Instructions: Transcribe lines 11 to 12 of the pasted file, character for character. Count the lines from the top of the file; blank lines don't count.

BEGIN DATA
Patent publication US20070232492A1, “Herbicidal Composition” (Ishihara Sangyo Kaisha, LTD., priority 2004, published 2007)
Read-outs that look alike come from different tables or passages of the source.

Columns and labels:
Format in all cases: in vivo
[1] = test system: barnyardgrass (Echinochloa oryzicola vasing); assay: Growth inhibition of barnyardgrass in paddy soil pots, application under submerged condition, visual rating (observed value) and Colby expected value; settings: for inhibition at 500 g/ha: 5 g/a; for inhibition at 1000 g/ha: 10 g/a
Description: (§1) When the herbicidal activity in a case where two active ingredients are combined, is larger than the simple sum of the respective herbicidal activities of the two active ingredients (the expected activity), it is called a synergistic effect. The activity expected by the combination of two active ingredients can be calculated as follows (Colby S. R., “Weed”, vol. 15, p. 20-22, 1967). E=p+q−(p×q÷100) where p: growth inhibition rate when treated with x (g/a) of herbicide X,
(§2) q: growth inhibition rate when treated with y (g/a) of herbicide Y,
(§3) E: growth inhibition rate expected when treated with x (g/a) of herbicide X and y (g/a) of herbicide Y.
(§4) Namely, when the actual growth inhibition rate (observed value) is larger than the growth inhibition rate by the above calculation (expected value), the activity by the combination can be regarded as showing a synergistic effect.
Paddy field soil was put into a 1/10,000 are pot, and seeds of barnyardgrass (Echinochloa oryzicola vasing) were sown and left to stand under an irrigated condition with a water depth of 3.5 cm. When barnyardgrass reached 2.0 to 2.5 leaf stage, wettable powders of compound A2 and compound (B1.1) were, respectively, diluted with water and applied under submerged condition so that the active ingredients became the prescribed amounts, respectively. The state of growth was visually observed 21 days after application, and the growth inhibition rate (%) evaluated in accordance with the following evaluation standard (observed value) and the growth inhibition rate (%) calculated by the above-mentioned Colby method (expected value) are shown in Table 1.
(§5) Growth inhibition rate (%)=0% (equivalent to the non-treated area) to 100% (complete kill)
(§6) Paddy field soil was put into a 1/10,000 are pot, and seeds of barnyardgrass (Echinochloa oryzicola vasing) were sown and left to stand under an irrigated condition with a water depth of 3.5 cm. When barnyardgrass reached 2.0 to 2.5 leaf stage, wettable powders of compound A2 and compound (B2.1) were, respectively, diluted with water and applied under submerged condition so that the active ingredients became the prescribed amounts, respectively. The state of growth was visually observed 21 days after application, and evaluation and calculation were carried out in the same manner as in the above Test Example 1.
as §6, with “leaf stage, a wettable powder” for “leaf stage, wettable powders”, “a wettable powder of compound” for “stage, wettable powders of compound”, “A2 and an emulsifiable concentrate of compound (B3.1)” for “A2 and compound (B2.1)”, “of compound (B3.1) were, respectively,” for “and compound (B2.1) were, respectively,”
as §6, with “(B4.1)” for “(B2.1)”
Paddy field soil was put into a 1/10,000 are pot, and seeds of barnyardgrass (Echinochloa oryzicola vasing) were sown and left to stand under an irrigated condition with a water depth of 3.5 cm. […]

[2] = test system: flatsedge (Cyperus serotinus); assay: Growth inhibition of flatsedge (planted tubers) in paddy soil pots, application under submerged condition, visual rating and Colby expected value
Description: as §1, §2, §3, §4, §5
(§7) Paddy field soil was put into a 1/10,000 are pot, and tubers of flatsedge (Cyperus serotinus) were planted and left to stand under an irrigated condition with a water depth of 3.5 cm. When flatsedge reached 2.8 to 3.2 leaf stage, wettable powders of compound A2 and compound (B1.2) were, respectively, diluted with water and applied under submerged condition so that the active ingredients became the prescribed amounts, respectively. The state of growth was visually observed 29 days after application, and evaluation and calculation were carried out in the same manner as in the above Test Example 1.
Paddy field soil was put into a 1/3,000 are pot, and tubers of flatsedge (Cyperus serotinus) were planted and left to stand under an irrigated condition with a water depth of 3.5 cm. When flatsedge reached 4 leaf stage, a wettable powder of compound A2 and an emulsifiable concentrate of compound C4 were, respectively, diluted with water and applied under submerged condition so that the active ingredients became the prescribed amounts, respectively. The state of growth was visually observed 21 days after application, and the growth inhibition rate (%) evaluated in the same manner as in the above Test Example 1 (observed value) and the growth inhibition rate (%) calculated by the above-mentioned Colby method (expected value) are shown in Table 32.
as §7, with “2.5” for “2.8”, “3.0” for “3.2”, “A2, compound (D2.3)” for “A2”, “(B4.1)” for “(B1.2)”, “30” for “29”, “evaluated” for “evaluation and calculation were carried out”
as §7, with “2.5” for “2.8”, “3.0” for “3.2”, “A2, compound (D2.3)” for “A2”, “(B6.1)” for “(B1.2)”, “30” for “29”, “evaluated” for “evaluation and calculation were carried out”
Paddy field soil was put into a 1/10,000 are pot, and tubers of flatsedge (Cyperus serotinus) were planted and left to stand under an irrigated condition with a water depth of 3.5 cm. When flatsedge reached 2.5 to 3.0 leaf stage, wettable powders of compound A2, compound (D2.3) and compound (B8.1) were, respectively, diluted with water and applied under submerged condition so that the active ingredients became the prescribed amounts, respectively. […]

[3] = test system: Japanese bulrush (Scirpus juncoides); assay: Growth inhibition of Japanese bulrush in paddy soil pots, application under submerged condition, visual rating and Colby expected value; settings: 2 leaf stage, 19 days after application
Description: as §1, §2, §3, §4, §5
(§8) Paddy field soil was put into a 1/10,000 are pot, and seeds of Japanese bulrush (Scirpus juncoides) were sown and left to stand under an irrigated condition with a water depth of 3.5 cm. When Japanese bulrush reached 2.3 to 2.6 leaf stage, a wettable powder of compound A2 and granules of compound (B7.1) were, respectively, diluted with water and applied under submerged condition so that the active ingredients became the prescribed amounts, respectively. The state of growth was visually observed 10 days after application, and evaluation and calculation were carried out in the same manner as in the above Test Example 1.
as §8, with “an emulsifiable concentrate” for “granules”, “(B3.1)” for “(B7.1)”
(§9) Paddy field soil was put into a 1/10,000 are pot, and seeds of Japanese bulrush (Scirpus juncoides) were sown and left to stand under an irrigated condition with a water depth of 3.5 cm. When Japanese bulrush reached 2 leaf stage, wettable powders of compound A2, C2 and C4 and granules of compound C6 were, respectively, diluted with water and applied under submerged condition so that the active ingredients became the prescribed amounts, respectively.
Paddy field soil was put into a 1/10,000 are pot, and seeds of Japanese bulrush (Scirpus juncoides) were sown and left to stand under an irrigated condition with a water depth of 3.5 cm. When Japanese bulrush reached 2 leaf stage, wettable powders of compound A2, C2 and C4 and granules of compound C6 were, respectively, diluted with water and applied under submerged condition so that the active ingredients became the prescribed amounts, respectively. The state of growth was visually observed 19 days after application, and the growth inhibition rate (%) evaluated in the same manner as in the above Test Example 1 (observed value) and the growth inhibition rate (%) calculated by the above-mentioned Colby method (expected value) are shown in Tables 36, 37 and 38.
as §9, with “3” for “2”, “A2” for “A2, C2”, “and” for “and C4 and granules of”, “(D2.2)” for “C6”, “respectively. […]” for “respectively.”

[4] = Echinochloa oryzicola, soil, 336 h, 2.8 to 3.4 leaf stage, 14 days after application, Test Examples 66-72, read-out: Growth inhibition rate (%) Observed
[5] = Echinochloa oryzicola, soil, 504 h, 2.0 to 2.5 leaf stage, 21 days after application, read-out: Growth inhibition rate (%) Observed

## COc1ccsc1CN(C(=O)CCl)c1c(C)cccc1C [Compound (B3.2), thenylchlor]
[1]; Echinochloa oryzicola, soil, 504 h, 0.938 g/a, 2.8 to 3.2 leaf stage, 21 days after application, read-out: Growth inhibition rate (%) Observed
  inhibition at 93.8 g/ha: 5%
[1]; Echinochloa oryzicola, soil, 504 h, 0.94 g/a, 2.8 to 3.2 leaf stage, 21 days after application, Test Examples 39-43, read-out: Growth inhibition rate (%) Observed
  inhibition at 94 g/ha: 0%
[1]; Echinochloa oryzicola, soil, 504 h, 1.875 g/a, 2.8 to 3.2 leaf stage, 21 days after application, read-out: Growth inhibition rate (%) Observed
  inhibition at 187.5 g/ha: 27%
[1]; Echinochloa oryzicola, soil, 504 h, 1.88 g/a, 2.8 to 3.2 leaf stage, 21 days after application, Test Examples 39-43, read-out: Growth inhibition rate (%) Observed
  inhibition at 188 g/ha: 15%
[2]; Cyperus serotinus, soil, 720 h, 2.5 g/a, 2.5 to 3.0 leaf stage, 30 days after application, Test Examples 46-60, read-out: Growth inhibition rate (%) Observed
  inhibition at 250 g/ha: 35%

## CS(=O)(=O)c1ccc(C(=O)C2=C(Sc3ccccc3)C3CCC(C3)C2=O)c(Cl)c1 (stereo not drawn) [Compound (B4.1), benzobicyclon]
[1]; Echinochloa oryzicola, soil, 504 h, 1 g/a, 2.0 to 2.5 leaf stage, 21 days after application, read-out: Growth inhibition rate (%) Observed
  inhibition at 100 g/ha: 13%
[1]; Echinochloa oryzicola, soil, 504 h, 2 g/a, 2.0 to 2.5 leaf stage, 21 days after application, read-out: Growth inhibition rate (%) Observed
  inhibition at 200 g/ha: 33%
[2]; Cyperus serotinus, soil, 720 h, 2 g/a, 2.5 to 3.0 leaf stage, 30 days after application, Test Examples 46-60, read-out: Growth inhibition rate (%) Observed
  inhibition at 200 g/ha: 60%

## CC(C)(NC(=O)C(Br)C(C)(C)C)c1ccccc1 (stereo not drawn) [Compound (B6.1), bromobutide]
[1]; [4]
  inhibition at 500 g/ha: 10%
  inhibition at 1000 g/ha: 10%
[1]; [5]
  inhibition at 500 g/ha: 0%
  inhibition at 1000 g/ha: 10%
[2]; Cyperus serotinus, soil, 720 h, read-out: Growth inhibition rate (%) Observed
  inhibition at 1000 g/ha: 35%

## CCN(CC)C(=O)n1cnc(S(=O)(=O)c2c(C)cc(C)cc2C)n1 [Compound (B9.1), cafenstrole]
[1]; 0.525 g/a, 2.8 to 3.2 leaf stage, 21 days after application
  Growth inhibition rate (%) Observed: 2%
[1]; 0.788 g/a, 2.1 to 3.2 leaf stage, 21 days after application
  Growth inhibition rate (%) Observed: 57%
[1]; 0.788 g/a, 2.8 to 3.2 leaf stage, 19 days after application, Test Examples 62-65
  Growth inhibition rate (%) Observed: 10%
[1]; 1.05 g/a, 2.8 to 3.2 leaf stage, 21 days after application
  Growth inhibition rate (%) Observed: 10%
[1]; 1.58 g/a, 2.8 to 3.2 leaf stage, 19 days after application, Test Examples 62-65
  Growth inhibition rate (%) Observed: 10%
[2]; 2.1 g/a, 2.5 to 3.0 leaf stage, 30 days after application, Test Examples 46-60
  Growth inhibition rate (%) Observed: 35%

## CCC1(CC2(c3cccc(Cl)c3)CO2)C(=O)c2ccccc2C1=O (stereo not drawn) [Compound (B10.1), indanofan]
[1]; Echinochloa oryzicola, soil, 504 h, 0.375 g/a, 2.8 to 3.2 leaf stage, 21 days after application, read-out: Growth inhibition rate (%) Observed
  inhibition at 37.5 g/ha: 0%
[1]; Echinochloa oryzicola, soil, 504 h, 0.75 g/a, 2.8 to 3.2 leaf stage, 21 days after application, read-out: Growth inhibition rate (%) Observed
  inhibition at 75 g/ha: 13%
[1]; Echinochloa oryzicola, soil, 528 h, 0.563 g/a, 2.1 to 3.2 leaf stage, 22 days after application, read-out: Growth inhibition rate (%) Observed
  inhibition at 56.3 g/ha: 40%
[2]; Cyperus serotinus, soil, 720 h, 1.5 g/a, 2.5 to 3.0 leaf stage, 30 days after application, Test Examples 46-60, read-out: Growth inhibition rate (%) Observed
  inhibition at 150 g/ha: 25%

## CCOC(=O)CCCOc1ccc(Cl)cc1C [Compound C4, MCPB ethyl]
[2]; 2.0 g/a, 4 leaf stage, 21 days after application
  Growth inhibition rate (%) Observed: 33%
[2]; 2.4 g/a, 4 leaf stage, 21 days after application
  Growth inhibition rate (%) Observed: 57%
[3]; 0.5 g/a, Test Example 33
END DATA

(§5) Growth inhibition rate (%)=0% (equivalent to the non-treated area) to 100% (complete kill)
(§6) Paddy field soil was put into a 1/10,000 are pot, and seeds of barnyardgrass (Echinochloa oryzicola vasing) were sown and left to stand under an irrigated condition with a water depth of 3.5 cm. When barnyardgrass reached 2.0 to 2.5 leaf stage, wettable powders of compound A2 and compound (B2.1) were, respectively, diluted with water and applied under submerged condition so that the active ingredients became the prescribed amounts, respectively. The state of growth was visually observed 21 days after application, and evaluation and calculation were carried out in the same manner as in the above Test Example 1.